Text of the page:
This interpretation has several questionable messages, which I had been preparing to write on before I rewatched the film and realized I was missing a lot of points. The film is pretty consistent with portraying Dr. Strange’s disability and the color differences are more or less a reflection of his inner state rather than mirroring the rise and fall of his disability. So let’s dive into my revised take on this!

First off, I will be making some assumptions about Dr. Strange’s disability based on a couple of scenes that take place shortly after he acquired it. In one scene, Dr. Strange is seen struggling to hold a pen and print his name. In another, he attempts to shave, slowly bringing a shaking razor to his face. At the last moment, he decides against it. Based on these scenes, I’m going to assume he has issues with dexterity and grip strength.

Dr. Strange’s writing practice worksheet. Credit: Marvel

Since Doctor Strange is an action film, I paid particular attention to how he fought. Grip strength is of vital importance to throw a proper punch. The tighter a fighter can close their fist, the less prone they are to injuries. If a fighter can’t close their fist properly or if they lack the coordination to land the punch across the first two knuckles of the hand, they are at high risk of broken bones, sprains, and other types of injuries. Grip strength is also important for holding weapons. Dr. Strange, with his disability, is going to have to learn to fight without his hands and conventional weapons. The few times he does use his hands to fight, such as when trying to handle the thugs that jump him in Nepal or when he hits the door of Kamar-Taj after he is thrown out, Dr. Strange screams in pain: supporting my theory that he can’t use his hands in a fight.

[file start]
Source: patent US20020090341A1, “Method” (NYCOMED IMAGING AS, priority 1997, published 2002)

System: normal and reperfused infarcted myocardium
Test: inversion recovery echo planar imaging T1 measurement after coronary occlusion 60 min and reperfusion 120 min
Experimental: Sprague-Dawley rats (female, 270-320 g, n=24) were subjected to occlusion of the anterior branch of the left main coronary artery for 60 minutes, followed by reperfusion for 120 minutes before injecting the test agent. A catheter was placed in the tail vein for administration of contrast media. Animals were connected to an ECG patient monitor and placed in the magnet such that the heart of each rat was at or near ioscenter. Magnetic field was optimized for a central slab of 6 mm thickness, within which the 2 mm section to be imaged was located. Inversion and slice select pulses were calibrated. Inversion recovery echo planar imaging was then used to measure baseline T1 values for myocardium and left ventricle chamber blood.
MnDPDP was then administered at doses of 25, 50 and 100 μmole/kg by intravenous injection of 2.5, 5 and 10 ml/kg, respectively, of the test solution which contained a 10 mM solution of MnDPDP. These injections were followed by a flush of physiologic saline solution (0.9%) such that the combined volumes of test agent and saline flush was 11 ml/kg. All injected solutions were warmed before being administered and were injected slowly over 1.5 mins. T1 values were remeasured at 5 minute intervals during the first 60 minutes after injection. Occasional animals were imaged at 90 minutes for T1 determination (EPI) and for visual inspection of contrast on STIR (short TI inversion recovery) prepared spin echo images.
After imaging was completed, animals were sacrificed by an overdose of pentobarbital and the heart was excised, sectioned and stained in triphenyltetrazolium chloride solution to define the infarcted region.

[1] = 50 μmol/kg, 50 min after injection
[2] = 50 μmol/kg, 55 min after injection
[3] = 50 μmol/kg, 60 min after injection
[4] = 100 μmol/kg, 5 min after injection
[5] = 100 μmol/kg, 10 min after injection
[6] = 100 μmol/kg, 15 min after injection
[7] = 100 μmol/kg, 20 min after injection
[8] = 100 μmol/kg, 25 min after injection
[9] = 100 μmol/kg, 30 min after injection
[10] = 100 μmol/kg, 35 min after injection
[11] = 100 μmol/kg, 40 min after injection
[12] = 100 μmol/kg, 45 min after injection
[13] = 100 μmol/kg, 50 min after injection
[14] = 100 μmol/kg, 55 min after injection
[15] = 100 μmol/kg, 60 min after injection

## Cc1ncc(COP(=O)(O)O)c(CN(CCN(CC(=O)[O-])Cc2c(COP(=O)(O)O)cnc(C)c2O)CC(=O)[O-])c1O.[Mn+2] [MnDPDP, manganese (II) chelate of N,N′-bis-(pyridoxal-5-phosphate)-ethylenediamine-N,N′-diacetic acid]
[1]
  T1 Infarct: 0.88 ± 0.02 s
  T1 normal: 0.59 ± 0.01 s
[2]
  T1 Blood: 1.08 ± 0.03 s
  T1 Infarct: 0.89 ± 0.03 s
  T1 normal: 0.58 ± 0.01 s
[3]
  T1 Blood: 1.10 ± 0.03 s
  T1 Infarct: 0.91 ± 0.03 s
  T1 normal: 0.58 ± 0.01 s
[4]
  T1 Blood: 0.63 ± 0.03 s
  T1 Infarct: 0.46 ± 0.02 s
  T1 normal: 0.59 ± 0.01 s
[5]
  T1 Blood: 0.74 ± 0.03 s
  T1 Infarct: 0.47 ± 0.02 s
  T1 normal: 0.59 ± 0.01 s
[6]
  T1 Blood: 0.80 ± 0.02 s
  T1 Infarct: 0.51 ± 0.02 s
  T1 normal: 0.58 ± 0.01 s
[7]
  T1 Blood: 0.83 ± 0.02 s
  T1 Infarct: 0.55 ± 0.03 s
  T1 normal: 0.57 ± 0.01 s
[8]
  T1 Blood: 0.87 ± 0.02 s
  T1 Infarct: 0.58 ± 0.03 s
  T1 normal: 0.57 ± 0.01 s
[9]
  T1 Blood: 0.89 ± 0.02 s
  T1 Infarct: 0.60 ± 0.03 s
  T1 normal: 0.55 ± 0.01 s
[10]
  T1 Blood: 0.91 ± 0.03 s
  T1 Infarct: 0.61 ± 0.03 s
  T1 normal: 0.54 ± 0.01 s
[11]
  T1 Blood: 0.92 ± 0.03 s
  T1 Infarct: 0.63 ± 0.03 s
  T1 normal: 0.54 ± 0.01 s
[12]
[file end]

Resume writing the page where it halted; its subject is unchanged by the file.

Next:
Which begs the question, how does he fight?